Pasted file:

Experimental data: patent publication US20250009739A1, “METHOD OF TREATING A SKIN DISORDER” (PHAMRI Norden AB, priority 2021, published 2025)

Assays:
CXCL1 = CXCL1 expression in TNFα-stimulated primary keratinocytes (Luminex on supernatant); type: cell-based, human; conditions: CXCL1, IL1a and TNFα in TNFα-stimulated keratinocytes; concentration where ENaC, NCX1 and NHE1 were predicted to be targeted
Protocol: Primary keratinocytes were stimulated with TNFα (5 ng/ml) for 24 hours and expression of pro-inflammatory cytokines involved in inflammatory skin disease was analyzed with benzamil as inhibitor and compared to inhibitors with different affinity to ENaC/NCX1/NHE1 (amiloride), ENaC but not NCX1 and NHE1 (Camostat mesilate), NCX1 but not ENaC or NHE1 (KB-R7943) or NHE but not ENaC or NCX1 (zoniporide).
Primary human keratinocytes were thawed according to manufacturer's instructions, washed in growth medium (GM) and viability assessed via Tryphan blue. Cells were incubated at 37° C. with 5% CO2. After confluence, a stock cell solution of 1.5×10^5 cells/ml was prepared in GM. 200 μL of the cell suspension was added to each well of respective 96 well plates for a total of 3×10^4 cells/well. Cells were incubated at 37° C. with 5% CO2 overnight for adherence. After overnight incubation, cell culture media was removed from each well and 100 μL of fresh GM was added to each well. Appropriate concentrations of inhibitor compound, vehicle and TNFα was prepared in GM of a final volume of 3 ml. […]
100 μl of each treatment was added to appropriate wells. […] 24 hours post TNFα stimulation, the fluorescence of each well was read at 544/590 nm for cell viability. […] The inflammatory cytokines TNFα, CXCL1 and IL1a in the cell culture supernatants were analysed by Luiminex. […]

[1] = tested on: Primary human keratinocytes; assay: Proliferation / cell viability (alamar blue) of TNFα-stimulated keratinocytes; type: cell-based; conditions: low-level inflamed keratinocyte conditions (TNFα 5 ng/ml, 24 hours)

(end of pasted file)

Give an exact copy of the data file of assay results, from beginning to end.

Experimental data: patent publication US20250009739A1, “METHOD OF TREATING A SKIN DISORDER” (PHAMRI Norden AB, priority 2021, published 2025)

Assays:
CXCL1 = CXCL1 expression in TNFα-stimulated primary keratinocytes (Luminex on supernatant); type: cell-based, human; conditions: CXCL1, IL1a and TNFα in TNFα-stimulated keratinocytes; concentration where ENaC, NCX1 and NHE1 were predicted to be targeted
Protocol: Primary keratinocytes were stimulated with TNFα (5 ng/ml) for 24 hours and expression of pro-inflammatory cytokines involved in inflammatory skin disease was analyzed with benzamil as inhibitor and compared to inhibitors with different affinity to ENaC/NCX1/NHE1 (amiloride), ENaC but not NCX1 and NHE1 (Camostat mesilate), NCX1 but not ENaC or NHE1 (KB-R7943) or NHE but not ENaC or NCX1 (zoniporide).
Primary human keratinocytes were thawed according to manufacturer's instructions, washed in growth medium (GM) and viability assessed via Tryphan blue. Cells were incubated at 37° C. with 5% CO2. After confluence, a stock cell solution of 1.5×10^5 cells/ml was prepared in GM. 200 μL of the cell suspension was added to each well of respective 96 well plates for a total of 3×10^4 cells/well. Cells were incubated at 37° C. with 5% CO2 overnight for adherence. After overnight incubation, cell culture media was removed from each well and 100 μL of fresh GM was added to each well. Appropriate concentrations of inhibitor compound, vehicle and TNFα was prepared in GM of a final volume of 3 ml. […]
100 μl of each treatment was added to appropriate wells. […] 24 hours post TNFα stimulation, the fluorescence of each well was read at 544/590 nm for cell viability. […] The inflammatory cytokines TNFα, CXCL1 and IL1a in the cell culture supernatants were analysed by Luiminex. […]

[1] = tested on: Primary human keratinocytes; assay: Proliferation / cell viability (alamar blue) of TNFα-stimulated keratinocytes; type: cell-based; conditions: low-level inflamed keratinocyte conditions (TNFα 5 ng/ml, 24 hours)